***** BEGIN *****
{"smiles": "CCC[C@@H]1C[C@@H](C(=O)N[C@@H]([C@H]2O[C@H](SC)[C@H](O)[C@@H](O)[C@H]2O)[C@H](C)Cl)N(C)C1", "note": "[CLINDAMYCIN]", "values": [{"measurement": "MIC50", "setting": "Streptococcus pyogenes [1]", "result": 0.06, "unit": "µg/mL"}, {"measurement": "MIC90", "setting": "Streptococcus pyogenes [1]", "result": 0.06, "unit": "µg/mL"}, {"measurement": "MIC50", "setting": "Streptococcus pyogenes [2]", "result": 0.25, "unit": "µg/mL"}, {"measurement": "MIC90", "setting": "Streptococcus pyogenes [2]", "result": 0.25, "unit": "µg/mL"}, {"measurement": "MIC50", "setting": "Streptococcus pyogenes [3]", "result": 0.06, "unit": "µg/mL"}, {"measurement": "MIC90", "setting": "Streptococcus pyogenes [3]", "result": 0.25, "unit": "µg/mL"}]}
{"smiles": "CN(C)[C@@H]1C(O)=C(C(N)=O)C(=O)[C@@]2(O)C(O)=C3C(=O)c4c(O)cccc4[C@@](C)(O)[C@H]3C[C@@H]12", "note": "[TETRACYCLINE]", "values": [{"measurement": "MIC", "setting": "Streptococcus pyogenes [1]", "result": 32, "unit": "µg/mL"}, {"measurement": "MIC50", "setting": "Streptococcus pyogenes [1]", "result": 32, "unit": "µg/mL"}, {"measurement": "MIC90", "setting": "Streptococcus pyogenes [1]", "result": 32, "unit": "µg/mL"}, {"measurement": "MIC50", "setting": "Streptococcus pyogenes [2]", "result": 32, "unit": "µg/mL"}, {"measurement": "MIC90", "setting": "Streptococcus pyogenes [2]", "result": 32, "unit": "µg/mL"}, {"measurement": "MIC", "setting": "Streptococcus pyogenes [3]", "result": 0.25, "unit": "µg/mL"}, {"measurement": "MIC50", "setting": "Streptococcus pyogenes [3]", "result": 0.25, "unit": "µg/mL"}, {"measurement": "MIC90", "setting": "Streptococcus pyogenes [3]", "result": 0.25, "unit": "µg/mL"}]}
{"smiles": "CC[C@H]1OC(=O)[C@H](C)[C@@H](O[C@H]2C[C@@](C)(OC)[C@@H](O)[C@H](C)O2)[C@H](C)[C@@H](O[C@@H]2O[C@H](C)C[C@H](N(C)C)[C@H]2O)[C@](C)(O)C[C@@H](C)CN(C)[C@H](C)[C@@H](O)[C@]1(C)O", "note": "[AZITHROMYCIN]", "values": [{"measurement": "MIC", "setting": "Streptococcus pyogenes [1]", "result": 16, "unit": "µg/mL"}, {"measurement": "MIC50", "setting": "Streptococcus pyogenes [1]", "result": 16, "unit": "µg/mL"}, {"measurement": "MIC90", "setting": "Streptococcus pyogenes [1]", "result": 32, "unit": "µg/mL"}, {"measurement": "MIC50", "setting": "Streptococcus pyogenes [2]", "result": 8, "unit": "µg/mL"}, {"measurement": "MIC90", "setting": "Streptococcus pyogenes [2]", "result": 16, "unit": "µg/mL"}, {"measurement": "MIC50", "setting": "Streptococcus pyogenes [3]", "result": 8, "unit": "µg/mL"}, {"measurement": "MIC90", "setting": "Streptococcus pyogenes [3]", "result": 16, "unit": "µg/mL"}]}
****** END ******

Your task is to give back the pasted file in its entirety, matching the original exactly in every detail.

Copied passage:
{"smiles": "CCC[C@@H]1C[C@@H](C(=O)N[C@@H]([C@H]2O[C@H](SC)[C@H](O)[C@@H](O)[C@H]2O)[C@H](C)Cl)N(C)C1", "note": "[CLINDAMYCIN]", "values": [{"measurement": "MIC50", "setting": "Streptococcus pyogenes [1]", "result": 0.06, "unit": "µg/mL"}, {"measurement": "MIC90", "setting": "Streptococcus pyogenes [1]", "result": 0.06, "unit": "µg/mL"}, {"measurement": "MIC50", "setting": "Streptococcus pyogenes [2]", "result": 0.25, "unit": "µg/mL"}, {"measurement": "MIC90", "setting": "Streptococcus pyogenes [2]", "result": 0.25, "unit": "µg/mL"}, {"measurement": "MIC50", "setting": "Streptococcus pyogenes [3]", "result": 0.06, "unit": "µg/mL"}, {"measurement": "MIC90", "setting": "Streptococcus pyogenes [3]", "result": 0.25, "unit": "µg/mL"}]}
{"smiles": "CN(C)[C@@H]1C(O)=C(C(N)=O)C(=O)[C@@]2(O)C(O)=C3C(=O)c4c(O)cccc4[C@@](C)(O)[C@H]3C[C@@H]12", "note": "[TETRACYCLINE]", "values": [{"measurement": "MIC", "setting": "Streptococcus pyogenes [1]", "result": 32, "unit": "µg/mL"}, {"measurement": "MIC50", "setting": "Streptococcus pyogenes [1]", "result": 32, "unit": "µg/mL"}, {"measurement": "MIC90", "setting": "Streptococcus pyogenes [1]", "result": 32, "unit": "µg/mL"}, {"measurement": "MIC50", "setting": "Streptococcus pyogenes [2]", "result": 32, "unit": "µg/mL"}, {"measurement": "MIC90", "setting": "Streptococcus pyogenes [2]", "result": 32, "unit": "µg/mL"}, {"measurement": "MIC", "setting": "Streptococcus pyogenes [3]", "result": 0.25, "unit": "µg/mL"}, {"measurement": "MIC50", "setting": "Streptococcus pyogenes [3]", "result": 0.25, "unit": "µg/mL"}, {"measurement": "MIC90", "setting": "Streptococcus pyogenes [3]", "result": 0.25, "unit": "µg/mL"}]}
{"smiles": "CC[C@H]1OC(=O)[C@H](C)[C@@H](O[C@H]2C[C@@](C)(OC)[C@@H](O)[C@H](C)O2)[C@H](C)[C@@H](O[C@@H]2O[C@H](C)C[C@H](N(C)C)[C@H]2O)[C@](C)(O)C[C@@H](C)CN(C)[C@H](C)[C@@H](O)[C@]1(C)O", "note": "[AZITHROMYCIN]", "values": [{"measurement": "MIC", "setting": "Streptococcus pyogenes [1]", "result": 16, "unit": "µg/mL"}, {"measurement": "MIC50", "setting": "Streptococcus pyogenes [1]", "result": 16, "unit": "µg/mL"}, {"measurement": "MIC90", "setting": "Streptococcus pyogenes [1]", "result": 32, "unit": "µg/mL"}, {"measurement": "MIC50", "setting": "Streptococcus pyogenes [2]", "result": 8, "unit": "µg/mL"}, {"measurement": "MIC90", "setting": "Streptococcus pyogenes [2]", "result": 16, "unit": "µg/mL"}, {"measurement": "MIC50", "setting": "Streptococcus pyogenes [3]", "result": 8, "unit": "µg/mL"}, {"measurement": "MIC90", "setting": "Streptococcus pyogenes [3]", "result": 16, "unit": "µg/mL"}]}